On November 28, Amazon announced it is entering the data warehousing field by announcing the Amazon Redshift service. Amazon Redshift is build on the ParAccel database platform, which can be accessed using SQL. Users can connect to the Amazon Redshift data warehouse using standard PostgreSQL JDBC or ODBC drivers. In addition, Amazon Redshift is already certified by Jaspersoft and MicroStrategy, two of the leading BI tools in the marketplace.
NCR announced yesterday that it is going to spin off its data warehousing component, Teradata, into a separate entity. The market reacted favorably to the announcement, sending NCR stock up more than 3% during the day.
This announcement makes sense in that there is little synergy between Teradata and NCR’s other businesses. In addition, Teradata, which has gained the reputation of being one of the most scalable systems for data warehouses, is doing well, bringing in $1.5 billion in revenue in 2005. If Teradata is not acquired by either another company or a private investment firm, it will most likely become the largest company focusing solely on data warehousing company by market cap.
On Wednesday, Business Objects reported Q3 earnings of 41 cents per share after adjustment of one-time charges, beating the consensus estimate of 34 cents. Revenue was $310.4 M, ahead of the consensus estimate of $295 M. License revenue was $132 M (up 9% YoY), while service revenue was $179 M (up 27% YoY).
Yesterday, MicroStrategy reported Q3 earnings of $1.32 per share, beating the consensus estimate of $1.19. Revenue was $77.7 M, also beating the consensus estimate of $74.1 M. Product license revenue was $24.5 M (up 8% YoY), and support/services revenue was $53.2 M (up 23% YoY).
Wall Street cheered the results of both companies, sending Business Objects share up 9% on Thursday MicroStrategy shares up 4% today.
These are good reports for the data warehousing in general, as both companies are important players in the space. Their reports also show that the big software companies, Microsoft, Oracle and SAP, do not yet have their business intelligence products quite up to the level of the specialist players yet. Given that this is still a growth area, it remains to be seen if any of these 3 big companies will make a big move (either releasing a next-generation product or acquiring an existing company) in the near future.
Two key players in the data warehousing world, Hyperion and Informatica, both posted quarterly earning yesterday. The market gave the two companies very different receptions.
Hyperion posted revenue of $198.5M during the quarter, higher than the consensus estimate of $191M. Both licensing revenue and services revenue were strong. Earnings excluding items were 34 cents, two pennies below the estimate. Despite the earnings shortfall, the stock is trading up today (currently up $0.93 at $37.25). This is most likely because the revenue outlook for next quarter of $210 M to $215 M is higher than the analyst estimate of $204 M.
Informatica posted revenue of $78.9 M, lower than the consensus of $80.3 M. Earnings excluding items were 16 cents per share, higher than the consensus amount of 14 cents a share. Q4 outlook for revenue (87 M to 90 M) was lower than the consensus of 91.1 M, while the Q4 earnings outlook of 16 to 18 cents a share is in line with the consensus of 17 cents a share. Informatica shares are being punished today, down $1.78 to $11.88.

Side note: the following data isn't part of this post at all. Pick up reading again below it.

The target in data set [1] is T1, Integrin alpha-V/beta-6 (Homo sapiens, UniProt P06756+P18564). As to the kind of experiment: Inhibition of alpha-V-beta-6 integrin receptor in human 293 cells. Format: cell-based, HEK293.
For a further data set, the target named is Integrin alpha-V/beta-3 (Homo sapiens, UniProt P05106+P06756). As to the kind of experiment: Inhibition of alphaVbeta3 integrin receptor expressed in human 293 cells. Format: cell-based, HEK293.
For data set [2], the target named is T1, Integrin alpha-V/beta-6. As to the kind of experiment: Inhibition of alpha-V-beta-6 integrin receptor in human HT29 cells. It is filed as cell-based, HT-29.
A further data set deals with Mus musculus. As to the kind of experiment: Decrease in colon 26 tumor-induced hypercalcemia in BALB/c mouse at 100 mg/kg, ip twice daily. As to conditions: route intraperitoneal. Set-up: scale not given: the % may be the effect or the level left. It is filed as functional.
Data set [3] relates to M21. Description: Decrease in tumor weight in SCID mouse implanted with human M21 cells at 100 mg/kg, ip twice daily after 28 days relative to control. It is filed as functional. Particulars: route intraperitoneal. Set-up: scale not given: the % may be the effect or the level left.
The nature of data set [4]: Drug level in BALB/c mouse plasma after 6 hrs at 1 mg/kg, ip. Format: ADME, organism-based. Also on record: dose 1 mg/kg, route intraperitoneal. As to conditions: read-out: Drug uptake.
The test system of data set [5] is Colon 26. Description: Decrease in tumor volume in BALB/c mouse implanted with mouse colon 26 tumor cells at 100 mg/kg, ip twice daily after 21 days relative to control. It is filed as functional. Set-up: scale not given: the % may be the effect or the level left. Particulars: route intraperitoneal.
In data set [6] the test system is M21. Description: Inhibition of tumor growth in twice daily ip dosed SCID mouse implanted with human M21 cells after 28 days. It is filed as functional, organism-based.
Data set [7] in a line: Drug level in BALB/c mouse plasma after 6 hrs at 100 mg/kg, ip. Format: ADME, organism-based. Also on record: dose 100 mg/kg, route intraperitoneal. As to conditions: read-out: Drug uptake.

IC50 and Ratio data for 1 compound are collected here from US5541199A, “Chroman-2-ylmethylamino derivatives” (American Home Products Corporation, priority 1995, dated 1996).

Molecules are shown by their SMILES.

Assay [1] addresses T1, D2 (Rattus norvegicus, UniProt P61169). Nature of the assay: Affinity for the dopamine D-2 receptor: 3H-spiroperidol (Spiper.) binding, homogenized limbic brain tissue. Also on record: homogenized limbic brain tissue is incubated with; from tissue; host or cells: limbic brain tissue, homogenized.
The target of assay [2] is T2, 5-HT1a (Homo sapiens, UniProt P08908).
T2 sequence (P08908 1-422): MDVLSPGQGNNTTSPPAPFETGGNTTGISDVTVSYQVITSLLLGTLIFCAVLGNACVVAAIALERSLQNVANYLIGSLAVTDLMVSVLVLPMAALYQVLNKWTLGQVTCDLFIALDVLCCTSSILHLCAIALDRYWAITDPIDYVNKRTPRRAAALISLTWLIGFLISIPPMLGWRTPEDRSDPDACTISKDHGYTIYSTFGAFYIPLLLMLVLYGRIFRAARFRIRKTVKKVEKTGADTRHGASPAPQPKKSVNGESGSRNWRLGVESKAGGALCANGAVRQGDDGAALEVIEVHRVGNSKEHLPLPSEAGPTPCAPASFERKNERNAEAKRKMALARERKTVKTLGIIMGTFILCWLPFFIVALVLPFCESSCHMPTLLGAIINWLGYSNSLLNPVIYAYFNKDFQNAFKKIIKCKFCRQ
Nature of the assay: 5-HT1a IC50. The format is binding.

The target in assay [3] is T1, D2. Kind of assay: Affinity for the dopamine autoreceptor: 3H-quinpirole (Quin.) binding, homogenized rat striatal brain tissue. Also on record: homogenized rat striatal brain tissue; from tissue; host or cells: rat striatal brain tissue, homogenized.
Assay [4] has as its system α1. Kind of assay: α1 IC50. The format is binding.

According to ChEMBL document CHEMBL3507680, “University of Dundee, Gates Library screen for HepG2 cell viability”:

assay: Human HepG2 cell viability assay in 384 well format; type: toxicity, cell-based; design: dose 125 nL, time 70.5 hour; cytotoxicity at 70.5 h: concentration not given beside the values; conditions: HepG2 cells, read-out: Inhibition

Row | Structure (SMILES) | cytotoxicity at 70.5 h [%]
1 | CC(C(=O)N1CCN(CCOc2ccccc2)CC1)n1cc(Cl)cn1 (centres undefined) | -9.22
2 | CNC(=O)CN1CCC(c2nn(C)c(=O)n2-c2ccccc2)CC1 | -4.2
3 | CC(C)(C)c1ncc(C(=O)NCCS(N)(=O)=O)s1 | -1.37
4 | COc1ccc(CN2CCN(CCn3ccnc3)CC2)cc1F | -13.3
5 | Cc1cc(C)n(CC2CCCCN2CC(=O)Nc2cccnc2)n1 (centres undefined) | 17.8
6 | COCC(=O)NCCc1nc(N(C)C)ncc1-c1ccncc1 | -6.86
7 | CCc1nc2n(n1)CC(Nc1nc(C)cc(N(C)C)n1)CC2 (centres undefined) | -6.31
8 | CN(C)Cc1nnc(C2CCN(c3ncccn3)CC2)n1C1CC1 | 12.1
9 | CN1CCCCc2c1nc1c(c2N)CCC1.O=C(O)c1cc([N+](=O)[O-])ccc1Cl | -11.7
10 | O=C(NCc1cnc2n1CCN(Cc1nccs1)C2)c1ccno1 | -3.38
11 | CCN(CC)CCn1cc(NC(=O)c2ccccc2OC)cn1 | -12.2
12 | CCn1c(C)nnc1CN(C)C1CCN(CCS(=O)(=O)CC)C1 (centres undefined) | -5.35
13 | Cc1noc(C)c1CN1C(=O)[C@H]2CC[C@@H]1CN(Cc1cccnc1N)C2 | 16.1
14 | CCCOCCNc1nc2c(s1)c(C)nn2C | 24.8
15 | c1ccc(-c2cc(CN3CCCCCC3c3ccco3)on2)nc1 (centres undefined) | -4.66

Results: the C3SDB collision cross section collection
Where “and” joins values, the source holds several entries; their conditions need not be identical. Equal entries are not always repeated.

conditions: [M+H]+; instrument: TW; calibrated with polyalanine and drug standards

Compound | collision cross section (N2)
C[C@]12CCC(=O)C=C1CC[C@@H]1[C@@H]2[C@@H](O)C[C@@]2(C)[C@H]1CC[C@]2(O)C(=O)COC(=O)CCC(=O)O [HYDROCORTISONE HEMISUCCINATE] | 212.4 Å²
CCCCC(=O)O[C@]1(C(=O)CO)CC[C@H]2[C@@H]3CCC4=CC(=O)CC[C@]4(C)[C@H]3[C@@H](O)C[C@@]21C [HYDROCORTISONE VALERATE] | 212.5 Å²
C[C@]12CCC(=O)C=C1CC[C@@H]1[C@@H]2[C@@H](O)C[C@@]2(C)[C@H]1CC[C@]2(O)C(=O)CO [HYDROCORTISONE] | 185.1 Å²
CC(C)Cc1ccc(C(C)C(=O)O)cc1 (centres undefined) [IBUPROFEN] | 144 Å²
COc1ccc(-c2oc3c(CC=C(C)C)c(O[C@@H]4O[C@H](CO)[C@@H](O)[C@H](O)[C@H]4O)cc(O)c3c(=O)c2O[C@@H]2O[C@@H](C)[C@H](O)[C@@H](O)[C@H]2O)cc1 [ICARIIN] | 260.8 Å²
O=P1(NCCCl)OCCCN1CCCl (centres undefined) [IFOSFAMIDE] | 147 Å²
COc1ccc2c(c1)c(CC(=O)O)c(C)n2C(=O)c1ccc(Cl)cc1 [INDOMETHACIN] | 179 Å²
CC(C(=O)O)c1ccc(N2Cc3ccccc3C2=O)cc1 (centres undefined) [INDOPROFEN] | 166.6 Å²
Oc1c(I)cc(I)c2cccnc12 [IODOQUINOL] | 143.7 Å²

BI software vendor Business Objects announced today that it is buying London-based Armstrong Laing for about $56 million in cash. Armstrong Laing’s Enterprise Performance Optimization Suite has strong collaborative planning and multidimensional modeling capabilities. For the latest fiscal year, Armstrong Laing reported revenue of $19 million. The official announcement can be viewed here.
Business Objects have been growing by acquisition, and this represents their entry into the budgeting and planning space, traditionally a stronghold of Hyperion. At the grand scale of things, this is not an acquisition that will dramatically change the BI space. At the same time, it is interesting to see how the finance niche in BI will play out with this acquisition.
I was at SES San Jose, and one thing that was of particular interest to me was the state of web analytics. Having a data warehousing background myself, I was interested to find out what’s the latest and greatest on the analytics side for web traffic analysis.
The most popular web analytics vendors were all there. After all, all the attendees are interested in search engine strategies, so they must all have a web site, and hence need to analyze traffic on their site. I visited several booths, and found out that there really isn’t anything new and amazing in the market out there. I had mixed feelings about this: A little disapppointed that there is no real advancement (but then, I can say the same thing about the OLAP tool market for the last 3 years), while also a little giddy because I am not behind the tide.
I was inspired by what I saw to create a simple web analytics package on my own, something that would do the basics such as getting session information, do country lookup from IP address, landing page analysis, etc. Nothing fancy on the graphics side or SEM analysis. The basically framework is now ready, and I am already using this to analyze my own web sites. With some additional modification to make this more configurable, I could make this a free downloadable resource — now this would be a nice link baiting strategy.